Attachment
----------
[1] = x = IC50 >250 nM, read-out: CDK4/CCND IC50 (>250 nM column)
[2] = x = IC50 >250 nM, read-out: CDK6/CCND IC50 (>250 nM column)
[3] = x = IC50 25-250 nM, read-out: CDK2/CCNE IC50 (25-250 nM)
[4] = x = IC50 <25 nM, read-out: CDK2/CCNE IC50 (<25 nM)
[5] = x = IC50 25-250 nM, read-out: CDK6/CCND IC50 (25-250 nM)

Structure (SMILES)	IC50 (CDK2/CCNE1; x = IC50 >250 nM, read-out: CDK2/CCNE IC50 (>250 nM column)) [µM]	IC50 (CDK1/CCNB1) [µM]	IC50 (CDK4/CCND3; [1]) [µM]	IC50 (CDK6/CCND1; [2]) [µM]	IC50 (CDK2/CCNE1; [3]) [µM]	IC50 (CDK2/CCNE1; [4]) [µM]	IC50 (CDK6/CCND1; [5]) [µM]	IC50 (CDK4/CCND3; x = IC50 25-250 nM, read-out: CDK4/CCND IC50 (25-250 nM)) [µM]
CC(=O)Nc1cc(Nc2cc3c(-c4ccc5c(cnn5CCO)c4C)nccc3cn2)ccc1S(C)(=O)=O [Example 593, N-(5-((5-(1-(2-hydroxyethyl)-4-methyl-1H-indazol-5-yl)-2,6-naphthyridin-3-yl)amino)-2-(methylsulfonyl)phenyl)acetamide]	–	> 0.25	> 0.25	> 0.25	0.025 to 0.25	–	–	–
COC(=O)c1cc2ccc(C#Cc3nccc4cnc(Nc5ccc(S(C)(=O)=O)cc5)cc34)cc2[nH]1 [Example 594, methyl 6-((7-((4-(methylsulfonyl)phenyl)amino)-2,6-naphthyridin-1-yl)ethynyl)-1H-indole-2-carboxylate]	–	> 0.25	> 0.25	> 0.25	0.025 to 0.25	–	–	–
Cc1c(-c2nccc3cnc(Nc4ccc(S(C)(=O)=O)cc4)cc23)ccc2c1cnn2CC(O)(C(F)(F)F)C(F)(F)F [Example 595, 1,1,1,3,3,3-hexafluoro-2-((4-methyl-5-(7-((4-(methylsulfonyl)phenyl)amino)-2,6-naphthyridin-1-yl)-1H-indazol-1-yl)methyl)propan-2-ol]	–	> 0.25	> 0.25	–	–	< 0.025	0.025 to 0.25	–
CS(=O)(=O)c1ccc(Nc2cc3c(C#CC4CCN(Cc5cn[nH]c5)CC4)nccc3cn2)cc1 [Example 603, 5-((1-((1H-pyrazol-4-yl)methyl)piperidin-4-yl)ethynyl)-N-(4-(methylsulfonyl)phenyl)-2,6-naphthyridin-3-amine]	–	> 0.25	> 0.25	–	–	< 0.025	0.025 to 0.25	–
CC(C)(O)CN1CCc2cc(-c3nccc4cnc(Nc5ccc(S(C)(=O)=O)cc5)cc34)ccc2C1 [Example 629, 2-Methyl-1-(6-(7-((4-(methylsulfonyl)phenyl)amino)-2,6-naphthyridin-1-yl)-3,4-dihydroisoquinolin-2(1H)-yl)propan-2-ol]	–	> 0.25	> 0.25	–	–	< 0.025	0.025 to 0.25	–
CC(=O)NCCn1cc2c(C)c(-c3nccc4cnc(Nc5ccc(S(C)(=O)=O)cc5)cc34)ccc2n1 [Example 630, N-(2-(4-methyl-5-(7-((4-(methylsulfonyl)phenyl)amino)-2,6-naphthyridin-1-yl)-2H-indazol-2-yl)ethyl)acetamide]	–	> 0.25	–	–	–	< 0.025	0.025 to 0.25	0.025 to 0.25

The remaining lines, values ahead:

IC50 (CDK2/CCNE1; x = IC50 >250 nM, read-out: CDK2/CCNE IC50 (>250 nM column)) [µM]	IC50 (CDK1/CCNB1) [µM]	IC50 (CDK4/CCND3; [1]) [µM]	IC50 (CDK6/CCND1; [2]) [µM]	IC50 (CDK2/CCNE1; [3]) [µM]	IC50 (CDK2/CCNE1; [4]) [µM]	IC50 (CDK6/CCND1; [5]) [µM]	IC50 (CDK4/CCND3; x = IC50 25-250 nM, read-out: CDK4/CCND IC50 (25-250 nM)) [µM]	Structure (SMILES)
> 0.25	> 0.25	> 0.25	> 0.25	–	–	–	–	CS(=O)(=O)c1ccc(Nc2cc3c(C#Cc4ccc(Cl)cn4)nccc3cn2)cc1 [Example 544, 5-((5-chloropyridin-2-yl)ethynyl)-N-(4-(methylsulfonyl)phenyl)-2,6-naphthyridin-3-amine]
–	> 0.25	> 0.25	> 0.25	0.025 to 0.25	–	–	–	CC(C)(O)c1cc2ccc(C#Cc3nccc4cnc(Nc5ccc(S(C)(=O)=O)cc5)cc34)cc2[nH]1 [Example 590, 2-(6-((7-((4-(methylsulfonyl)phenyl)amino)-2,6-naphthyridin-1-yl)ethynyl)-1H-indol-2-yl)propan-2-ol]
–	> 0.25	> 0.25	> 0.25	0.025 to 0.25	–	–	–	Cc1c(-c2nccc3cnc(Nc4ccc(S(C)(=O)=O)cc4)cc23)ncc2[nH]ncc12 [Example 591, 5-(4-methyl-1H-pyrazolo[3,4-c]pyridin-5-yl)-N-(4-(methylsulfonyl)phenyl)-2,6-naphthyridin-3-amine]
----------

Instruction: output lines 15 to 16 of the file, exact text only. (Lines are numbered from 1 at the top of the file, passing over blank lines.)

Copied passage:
> 0.25	> 0.25	> 0.25	> 0.25	–	–	–	–	CS(=O)(=O)c1ccc(Nc2cc3c(C#Cc4ccc(Cl)cn4)nccc3cn2)cc1 [Example 544, 5-((5-chloropyridin-2-yl)ethynyl)-N-(4-(methylsulfonyl)phenyl)-2,6-naphthyridin-3-amine]
–	> 0.25	> 0.25	> 0.25	0.025 to 0.25	–	–	–	CC(C)(O)c1cc2ccc(C#Cc3nccc4cnc(Nc5ccc(S(C)(=O)=O)cc5)cc34)cc2[nH]1 [Example 590, 2-(6-((7-((4-(methylsulfonyl)phenyl)amino)-2,6-naphthyridin-1-yl)ethynyl)-1H-indol-2-yl)propan-2-ol]